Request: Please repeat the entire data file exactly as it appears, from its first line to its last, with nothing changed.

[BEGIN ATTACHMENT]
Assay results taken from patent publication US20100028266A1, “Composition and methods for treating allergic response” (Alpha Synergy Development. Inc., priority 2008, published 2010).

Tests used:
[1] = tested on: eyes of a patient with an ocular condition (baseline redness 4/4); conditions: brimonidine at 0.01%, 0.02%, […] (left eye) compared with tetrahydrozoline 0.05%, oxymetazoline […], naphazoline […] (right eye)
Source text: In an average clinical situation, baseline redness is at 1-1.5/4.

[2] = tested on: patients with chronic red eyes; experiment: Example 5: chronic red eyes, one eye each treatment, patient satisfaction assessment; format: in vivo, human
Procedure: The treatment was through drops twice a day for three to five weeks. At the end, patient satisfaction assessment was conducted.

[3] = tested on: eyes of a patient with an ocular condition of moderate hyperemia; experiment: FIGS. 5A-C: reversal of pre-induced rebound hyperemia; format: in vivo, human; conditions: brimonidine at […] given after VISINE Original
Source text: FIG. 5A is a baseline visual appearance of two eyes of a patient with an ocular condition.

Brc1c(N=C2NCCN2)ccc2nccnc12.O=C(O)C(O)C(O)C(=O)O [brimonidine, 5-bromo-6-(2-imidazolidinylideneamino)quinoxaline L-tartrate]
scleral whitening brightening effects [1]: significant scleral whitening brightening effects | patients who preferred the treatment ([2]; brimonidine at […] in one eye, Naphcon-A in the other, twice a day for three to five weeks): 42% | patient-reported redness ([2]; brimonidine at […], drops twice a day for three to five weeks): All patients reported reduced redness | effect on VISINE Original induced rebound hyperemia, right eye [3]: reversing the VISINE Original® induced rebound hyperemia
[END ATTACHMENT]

Assay results taken from patent publication US20100028266A1, “Composition and methods for treating allergic response” (Alpha Synergy Development. Inc., priority 2008, published 2010).

Tests used:
[1] = tested on: eyes of a patient with an ocular condition (baseline redness 4/4); conditions: brimonidine at 0.01%, 0.02%, […] (left eye) compared with tetrahydrozoline 0.05%, oxymetazoline […], naphazoline […] (right eye)
Source text: In an average clinical situation, baseline redness is at 1-1.5/4.

[2] = tested on: patients with chronic red eyes; experiment: Example 5: chronic red eyes, one eye each treatment, patient satisfaction assessment; format: in vivo, human
Procedure: The treatment was through drops twice a day for three to five weeks. At the end, patient satisfaction assessment was conducted.

[3] = tested on: eyes of a patient with an ocular condition of moderate hyperemia; experiment: FIGS. 5A-C: reversal of pre-induced rebound hyperemia; format: in vivo, human; conditions: brimonidine at […] given after VISINE Original
Source text: FIG. 5A is a baseline visual appearance of two eyes of a patient with an ocular condition.

Brc1c(N=C2NCCN2)ccc2nccnc12.O=C(O)C(O)C(O)C(=O)O [brimonidine, 5-bromo-6-(2-imidazolidinylideneamino)quinoxaline L-tartrate]
scleral whitening brightening effects [1]: significant scleral whitening brightening effects | patients who preferred the treatment ([2]; brimonidine at […] in one eye, Naphcon-A in the other, twice a day for three to five weeks): 42% | patient-reported redness ([2]; brimonidine at […], drops twice a day for three to five weeks): All patients reported reduced redness | effect on VISINE Original induced rebound hyperemia, right eye [3]: reversing the VISINE Original® induced rebound hyperemia